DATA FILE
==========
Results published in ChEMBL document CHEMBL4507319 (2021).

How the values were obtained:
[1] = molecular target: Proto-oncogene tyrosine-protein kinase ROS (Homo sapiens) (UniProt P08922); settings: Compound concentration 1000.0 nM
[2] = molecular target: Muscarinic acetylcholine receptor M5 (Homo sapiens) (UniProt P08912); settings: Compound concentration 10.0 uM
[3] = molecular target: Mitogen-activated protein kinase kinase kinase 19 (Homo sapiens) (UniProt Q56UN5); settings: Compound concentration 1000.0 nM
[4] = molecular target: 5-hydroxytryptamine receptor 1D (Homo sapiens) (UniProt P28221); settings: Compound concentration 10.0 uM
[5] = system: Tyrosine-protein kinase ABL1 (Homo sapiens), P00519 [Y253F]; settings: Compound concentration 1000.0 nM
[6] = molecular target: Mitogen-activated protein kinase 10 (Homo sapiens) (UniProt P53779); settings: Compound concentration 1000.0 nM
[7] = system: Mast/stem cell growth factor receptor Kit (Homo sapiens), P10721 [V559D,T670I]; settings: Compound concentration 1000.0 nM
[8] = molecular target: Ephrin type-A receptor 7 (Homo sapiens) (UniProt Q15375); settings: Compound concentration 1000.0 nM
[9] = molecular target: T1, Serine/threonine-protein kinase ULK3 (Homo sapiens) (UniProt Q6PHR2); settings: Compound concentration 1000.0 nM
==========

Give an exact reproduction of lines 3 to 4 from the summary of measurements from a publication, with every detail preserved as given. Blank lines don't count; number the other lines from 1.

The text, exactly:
[1] = molecular target: Proto-oncogene tyrosine-protein kinase ROS (Homo sapiens) (UniProt P08922); settings: Compound concentration 1000.0 nM
[2] = molecular target: Muscarinic acetylcholine receptor M5 (Homo sapiens) (UniProt P08912); settings: Compound concentration 10.0 uM